Challenging the 10,000 Hours to Mastery Rule?

Outliers: The Story of Success

[By staff reporters]

This book was the third non-fiction book written by Malcolm Gladwell and published by Little, Brown and Company on November 18, 2008.

In Outliers, Gladwell examined the factors that contribute to high levels of success.



To support his thesis, he examined why the majority of Canadian ice hockey players are born in the first few months of the calendar year, how Microsoft co-founder Bill Gates achieved his extreme wealth, how the Beatles became one of the most successful musical acts in human history, how Joseph Flom built Skadden, Arps, Slate, Meagher & Flom into one of the most successful law firms in the world, how cultural differences play a large part in perceived intelligence and rational decision making, and how two people with exceptional intelligence, Christopher Langan and J. Robert Oppenheimer, end up with such vastly different fortunes.

Throughout the publication, Gladwell repeatedly mentions the “10,000-Hour Rule“, claiming that it is the key to achieving world-class expertise in any skill.

But, is he correct?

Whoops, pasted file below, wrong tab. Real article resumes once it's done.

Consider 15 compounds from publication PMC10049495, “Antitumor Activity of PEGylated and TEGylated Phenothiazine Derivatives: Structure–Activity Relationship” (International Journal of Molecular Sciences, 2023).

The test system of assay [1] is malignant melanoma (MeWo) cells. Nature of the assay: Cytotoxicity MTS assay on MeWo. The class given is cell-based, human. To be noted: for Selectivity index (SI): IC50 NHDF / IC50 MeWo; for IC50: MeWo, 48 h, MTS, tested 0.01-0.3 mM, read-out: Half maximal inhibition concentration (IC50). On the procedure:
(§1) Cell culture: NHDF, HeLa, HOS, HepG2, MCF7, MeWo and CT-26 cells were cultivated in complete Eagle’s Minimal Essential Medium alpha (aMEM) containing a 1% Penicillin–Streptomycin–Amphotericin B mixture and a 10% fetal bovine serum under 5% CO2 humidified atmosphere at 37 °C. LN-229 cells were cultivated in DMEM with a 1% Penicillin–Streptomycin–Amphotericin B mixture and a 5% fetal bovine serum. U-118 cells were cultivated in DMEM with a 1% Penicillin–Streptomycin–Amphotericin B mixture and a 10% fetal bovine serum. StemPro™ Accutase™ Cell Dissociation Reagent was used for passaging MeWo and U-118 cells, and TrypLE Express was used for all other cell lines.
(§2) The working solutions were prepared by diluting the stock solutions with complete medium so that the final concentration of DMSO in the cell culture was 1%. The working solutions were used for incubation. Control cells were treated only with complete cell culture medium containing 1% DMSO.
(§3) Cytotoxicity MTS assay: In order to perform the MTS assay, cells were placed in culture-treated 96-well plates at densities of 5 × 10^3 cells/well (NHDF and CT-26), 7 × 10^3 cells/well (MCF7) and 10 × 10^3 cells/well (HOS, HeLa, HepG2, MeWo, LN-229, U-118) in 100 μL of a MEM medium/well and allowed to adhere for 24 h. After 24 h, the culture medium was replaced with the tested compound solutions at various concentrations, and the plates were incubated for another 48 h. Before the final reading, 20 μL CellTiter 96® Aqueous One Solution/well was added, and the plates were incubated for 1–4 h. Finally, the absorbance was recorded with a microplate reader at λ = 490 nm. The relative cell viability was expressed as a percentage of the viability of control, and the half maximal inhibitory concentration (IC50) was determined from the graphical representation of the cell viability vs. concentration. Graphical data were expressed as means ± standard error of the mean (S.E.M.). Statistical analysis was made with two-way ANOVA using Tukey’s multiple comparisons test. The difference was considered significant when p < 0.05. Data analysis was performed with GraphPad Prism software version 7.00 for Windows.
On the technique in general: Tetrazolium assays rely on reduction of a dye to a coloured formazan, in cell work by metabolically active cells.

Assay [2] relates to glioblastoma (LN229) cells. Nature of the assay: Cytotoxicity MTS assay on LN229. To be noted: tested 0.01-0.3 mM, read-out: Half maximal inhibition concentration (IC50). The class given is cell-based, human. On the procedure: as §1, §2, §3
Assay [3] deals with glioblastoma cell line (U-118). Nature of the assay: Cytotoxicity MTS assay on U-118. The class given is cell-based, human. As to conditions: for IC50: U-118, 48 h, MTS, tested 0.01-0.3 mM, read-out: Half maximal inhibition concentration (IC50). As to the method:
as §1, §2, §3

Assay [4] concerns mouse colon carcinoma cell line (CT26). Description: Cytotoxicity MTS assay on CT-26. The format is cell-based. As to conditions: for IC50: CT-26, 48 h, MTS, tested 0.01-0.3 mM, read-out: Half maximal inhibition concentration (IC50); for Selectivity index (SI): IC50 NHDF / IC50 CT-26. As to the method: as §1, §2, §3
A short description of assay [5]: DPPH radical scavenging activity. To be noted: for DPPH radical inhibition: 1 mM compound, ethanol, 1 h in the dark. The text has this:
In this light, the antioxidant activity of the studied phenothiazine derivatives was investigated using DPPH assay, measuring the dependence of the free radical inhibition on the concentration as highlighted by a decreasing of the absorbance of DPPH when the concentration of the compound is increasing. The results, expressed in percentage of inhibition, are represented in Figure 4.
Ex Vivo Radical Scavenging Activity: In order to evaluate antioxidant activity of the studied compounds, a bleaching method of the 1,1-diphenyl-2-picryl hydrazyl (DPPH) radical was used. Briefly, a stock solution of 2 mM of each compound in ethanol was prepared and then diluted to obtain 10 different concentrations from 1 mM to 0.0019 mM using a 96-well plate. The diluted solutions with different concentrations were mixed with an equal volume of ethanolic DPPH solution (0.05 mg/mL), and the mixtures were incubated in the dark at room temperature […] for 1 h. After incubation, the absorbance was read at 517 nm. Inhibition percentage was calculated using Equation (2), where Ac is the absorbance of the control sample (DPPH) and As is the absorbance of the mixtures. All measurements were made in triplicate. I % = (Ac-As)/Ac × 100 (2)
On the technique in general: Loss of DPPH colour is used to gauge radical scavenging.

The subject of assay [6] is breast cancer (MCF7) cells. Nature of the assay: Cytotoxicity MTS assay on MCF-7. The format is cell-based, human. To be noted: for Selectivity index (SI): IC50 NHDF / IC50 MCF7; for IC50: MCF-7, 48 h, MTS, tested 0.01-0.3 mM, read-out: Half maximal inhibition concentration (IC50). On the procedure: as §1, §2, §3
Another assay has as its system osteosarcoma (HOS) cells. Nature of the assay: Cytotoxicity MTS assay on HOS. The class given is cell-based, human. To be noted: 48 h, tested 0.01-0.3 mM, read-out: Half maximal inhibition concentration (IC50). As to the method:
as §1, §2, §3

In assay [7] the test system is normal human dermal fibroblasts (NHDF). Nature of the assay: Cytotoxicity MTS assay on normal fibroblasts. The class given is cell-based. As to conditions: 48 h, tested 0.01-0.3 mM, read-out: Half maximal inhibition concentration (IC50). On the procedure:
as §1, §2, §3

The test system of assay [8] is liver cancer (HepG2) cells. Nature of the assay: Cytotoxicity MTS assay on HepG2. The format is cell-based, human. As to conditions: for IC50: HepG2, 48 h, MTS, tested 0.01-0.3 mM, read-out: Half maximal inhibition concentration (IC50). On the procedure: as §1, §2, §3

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“Financial Management Strategies for Hospitals”

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Public Health Amidst a Smart Pandemic

By Ryan Yonk and April Liu





Thank You




Should Doctors Protect their Turf?

Testing Free-Market Principles and Medical Licensing

By Mike Accad MD

It’s been a little over a 100 years since medical licensing laws were introduced in the US.  If people doubt that slippery slopes are real, they should reflect on that history.

In our latest video, Anish Koka and I discuss a “white paper” jointly written by Jeffrey Flier, former dean at Harvard Medical School, and Jared Rhoads from the Dartmouth Institute, calling for some deregulation of the apparatus that rules the supply of physicians and their scope of work. The paper gives an exhaustive account of the bureaucratic mess and offers some possible remedies.



Your thoughts are appreciated.

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